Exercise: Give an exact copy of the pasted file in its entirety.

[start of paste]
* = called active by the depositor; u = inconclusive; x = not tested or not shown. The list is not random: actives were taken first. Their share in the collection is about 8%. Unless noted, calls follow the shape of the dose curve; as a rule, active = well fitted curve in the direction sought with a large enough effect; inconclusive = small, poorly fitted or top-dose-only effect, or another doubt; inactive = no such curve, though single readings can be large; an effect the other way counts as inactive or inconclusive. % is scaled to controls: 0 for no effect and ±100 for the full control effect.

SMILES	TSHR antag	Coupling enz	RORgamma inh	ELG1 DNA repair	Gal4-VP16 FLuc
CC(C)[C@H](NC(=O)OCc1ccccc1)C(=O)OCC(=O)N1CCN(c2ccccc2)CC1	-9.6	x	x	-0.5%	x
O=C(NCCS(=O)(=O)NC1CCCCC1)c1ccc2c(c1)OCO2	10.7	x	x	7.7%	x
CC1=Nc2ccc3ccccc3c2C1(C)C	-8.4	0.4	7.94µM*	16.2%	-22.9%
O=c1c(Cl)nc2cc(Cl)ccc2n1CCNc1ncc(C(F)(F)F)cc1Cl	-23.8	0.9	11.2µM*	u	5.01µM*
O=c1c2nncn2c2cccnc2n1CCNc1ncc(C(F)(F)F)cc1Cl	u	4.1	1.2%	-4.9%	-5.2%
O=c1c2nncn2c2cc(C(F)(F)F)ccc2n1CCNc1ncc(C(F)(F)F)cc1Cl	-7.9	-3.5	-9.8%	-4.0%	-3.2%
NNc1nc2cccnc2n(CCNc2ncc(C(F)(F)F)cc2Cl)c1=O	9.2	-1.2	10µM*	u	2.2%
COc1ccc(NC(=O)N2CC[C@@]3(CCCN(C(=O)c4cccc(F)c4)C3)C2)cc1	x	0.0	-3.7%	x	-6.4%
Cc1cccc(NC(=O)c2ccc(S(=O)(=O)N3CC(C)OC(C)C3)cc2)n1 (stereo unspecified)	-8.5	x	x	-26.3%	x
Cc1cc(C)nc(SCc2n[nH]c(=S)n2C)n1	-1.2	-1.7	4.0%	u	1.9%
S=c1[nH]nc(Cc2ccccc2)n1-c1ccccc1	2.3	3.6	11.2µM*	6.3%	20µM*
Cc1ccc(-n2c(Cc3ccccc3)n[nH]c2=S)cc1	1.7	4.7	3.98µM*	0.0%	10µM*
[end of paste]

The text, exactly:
* = called active by the depositor; u = inconclusive; x = not tested or not shown. The list is not random: actives were taken first. Their share in the collection is about 8%. Unless noted, calls follow the shape of the dose curve; as a rule, active = well fitted curve in the direction sought with a large enough effect; inconclusive = small, poorly fitted or top-dose-only effect, or another doubt; inactive = no such curve, though single readings can be large; an effect the other way counts as inactive or inconclusive. % is scaled to controls: 0 for no effect and ±100 for the full control effect.

SMILES	TSHR antag	Coupling enz	RORgamma inh	ELG1 DNA repair	Gal4-VP16 FLuc
CC(C)[C@H](NC(=O)OCc1ccccc1)C(=O)OCC(=O)N1CCN(c2ccccc2)CC1	-9.6	x	x	-0.5%	x
O=C(NCCS(=O)(=O)NC1CCCCC1)c1ccc2c(c1)OCO2	10.7	x	x	7.7%	x
CC1=Nc2ccc3ccccc3c2C1(C)C	-8.4	0.4	7.94µM*	16.2%	-22.9%
O=c1c(Cl)nc2cc(Cl)ccc2n1CCNc1ncc(C(F)(F)F)cc1Cl	-23.8	0.9	11.2µM*	u	5.01µM*
O=c1c2nncn2c2cccnc2n1CCNc1ncc(C(F)(F)F)cc1Cl	u	4.1	1.2%	-4.9%	-5.2%
O=c1c2nncn2c2cc(C(F)(F)F)ccc2n1CCNc1ncc(C(F)(F)F)cc1Cl	-7.9	-3.5	-9.8%	-4.0%	-3.2%
NNc1nc2cccnc2n(CCNc2ncc(C(F)(F)F)cc2Cl)c1=O	9.2	-1.2	10µM*	u	2.2%
COc1ccc(NC(=O)N2CC[C@@]3(CCCN(C(=O)c4cccc(F)c4)C3)C2)cc1	x	0.0	-3.7%	x	-6.4%
Cc1cccc(NC(=O)c2ccc(S(=O)(=O)N3CC(C)OC(C)C3)cc2)n1 (stereo unspecified)	-8.5	x	x	-26.3%	x
Cc1cc(C)nc(SCc2n[nH]c(=S)n2C)n1	-1.2	-1.7	4.0%	u	1.9%
S=c1[nH]nc(Cc2ccccc2)n1-c1ccccc1	2.3	3.6	11.2µM*	6.3%	20µM*
Cc1ccc(-n2c(Cc3ccccc3)n[nH]c2=S)cc1	1.7	4.7	3.98µM*	0.0%	10µM*